To achieve high resolution, acceptable contrast and speed in displays having large numbers of pixels, displays using active matrices have been developed. Active matrix displays employ one or more isolation devices at each pixel to provide improved threshold voltage sharpness at each pixel and enhanced isolation from applied potentials between the pixels on the common address lines. A number of different types of two, three or four terminal isolation devices can be used to provide the required isolation. By the term "isolation device" is meant any device which enhances the ability for one pixel to be addressed (switched) without switching or adversely affecting other pixels sharing one or more common address lines. Such isolation devices can include threshold devices such as one or more diodes arranged in various configurations, M-I-M structures, etc., all of which provide a more precise voltage threshold than that provided by the light influencing material itself. A more precise voltage threshold means a smaller variance in the voltage required to switch the pixel from off to on. Other examples of isolation devices can include switching devices, such as thin film transistors.
Some two terminal isolation devices, such as diodes and some configurations of three terminal devices can be though of as single polarity devices, which can be turned on in only one direction or polarity. Three terminal devices, such as thin film transistors and other two terminal devices, such as diode rings, metal-insulator-metal (M-I-M) devices, and n+ -i-n+ and n+ -pi-n+ threshold isolation devices, can be thought of as dual polarity devices which can be turned on so as to conduct current in either one of two directions through the switch or device.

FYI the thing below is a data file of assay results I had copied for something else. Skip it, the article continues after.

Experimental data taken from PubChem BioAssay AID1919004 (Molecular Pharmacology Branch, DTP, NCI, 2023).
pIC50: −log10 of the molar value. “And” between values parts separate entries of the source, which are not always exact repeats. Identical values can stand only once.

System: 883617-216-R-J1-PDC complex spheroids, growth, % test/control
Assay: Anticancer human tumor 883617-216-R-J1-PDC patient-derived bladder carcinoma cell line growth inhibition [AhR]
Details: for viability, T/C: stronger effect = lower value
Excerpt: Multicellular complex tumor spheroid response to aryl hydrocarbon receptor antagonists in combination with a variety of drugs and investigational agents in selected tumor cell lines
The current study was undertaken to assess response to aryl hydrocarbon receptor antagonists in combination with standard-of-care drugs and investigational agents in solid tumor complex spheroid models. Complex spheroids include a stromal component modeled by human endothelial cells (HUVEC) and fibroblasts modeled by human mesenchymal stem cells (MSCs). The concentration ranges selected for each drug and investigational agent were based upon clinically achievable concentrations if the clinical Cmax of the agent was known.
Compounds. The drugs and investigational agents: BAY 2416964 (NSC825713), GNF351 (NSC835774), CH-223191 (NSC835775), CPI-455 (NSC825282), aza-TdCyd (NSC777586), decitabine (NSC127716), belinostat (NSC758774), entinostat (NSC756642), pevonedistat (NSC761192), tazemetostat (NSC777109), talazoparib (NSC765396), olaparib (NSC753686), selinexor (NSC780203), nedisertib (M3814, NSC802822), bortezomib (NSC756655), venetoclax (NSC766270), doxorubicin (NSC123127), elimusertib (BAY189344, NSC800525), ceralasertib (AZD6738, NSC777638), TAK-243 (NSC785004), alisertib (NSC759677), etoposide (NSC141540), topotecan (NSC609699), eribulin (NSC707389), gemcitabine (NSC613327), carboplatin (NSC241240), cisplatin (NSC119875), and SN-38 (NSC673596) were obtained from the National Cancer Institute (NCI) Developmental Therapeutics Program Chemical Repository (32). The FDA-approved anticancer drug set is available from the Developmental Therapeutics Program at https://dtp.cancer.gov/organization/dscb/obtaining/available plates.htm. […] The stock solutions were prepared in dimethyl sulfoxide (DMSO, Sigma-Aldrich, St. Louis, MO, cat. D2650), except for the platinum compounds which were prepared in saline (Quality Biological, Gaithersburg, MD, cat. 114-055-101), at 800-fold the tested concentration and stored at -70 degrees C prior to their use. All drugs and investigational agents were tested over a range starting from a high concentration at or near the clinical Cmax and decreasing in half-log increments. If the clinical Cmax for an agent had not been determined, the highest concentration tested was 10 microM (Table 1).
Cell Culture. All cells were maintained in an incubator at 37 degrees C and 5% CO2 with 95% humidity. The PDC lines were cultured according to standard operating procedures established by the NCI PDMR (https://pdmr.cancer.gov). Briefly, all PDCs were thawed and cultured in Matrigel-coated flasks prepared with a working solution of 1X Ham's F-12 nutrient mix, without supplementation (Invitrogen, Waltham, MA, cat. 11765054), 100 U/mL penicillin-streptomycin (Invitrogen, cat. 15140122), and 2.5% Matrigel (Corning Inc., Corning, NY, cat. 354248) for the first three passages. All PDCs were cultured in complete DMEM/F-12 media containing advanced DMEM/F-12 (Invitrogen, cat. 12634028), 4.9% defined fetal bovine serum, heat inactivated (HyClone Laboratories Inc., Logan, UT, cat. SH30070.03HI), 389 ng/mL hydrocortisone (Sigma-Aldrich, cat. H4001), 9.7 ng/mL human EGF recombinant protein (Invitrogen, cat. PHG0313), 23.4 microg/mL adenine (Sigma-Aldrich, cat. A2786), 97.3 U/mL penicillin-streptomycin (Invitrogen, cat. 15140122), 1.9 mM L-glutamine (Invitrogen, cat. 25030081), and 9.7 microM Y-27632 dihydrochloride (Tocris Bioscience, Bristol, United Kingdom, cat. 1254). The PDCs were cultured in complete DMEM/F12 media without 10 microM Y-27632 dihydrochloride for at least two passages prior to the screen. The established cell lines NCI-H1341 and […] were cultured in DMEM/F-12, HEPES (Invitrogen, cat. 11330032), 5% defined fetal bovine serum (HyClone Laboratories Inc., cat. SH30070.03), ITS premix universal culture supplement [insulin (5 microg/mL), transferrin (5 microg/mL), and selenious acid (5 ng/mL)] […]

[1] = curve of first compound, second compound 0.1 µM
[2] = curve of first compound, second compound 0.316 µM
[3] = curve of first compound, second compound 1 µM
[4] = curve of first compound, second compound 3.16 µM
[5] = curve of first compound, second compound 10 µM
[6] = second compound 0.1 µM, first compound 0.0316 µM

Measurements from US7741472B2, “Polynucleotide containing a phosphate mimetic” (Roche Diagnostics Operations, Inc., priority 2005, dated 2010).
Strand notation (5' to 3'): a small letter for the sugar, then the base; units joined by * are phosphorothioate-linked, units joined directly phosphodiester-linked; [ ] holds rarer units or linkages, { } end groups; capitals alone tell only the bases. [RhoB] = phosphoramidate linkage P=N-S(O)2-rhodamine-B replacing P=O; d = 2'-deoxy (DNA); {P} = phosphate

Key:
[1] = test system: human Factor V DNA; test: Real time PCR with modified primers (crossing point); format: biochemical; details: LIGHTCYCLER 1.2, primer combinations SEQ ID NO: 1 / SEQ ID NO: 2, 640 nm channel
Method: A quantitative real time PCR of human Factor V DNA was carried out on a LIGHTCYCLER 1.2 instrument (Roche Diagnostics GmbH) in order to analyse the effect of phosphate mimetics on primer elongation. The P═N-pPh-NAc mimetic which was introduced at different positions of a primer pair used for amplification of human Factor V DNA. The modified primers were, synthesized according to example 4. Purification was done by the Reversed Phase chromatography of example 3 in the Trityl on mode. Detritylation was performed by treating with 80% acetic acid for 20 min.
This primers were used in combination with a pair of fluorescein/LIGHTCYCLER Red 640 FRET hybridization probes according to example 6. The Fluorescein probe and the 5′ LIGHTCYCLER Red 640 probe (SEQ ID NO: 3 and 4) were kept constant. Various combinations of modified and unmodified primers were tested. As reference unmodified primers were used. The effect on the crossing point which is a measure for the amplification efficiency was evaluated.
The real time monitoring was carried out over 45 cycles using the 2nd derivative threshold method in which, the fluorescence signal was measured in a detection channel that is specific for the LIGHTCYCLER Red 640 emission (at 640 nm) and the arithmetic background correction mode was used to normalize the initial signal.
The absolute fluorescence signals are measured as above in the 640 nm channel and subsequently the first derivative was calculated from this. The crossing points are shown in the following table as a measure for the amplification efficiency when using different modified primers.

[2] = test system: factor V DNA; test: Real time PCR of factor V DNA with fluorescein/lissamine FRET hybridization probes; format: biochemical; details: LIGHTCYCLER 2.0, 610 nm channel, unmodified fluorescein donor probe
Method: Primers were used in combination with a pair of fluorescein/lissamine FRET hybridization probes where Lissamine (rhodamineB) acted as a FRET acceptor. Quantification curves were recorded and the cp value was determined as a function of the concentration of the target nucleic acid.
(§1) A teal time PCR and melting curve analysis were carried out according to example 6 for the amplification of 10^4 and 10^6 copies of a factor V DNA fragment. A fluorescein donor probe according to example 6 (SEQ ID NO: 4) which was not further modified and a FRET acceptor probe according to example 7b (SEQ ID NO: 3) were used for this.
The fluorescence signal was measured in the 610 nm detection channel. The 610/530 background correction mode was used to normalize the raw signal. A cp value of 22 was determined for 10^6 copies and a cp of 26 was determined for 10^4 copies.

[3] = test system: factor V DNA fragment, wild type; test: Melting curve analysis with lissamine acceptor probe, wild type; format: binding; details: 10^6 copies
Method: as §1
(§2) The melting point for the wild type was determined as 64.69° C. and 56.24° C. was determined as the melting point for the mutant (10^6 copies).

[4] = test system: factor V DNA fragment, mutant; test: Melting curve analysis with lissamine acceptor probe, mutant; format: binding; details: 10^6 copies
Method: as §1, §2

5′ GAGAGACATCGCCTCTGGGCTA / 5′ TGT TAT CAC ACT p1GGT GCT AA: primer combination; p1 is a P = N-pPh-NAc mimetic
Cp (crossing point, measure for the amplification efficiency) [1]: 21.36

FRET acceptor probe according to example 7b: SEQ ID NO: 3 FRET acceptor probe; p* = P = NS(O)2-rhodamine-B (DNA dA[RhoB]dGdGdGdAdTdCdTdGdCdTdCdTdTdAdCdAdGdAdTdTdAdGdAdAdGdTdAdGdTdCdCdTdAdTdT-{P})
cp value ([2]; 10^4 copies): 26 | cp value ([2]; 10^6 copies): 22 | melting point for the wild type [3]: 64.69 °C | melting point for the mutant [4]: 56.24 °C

One problem in fabricating active matrix light influencing displays is yield. Virtually 100 percent of all of the isolation devices must be operational to obtain a usable display. Such extremely high yields can be difficult to achieve for large area displays, because the making of active matrix displays requires numerous process steps, and because a number such steps require extremely accurate photolithography over large dimensions, which is generally difficult to achieve.
Liquid crystal displays which can be manufactured with high yields and which utilize diodes for isolation devices are disclosed U.S. applications Ser. Nos. 573,004 abandoned, and 675,941, each entitled "Liquid Crystal Displays Operated By Amorphous Silicon Alloy Diodes", and filed in the names of Zvi Yaniv, Vincent D. Cannella, Gregory L. Hansell and Louis D. Swartz, on Jan. 23, 1984 and Dec. 3, 1984 respectively, which applications are incorporated herein by reference. As disclosed therein, the diodes can be formed with reduced precision photolithography and in fewer process steps than that required to form some of the prior isolation devices.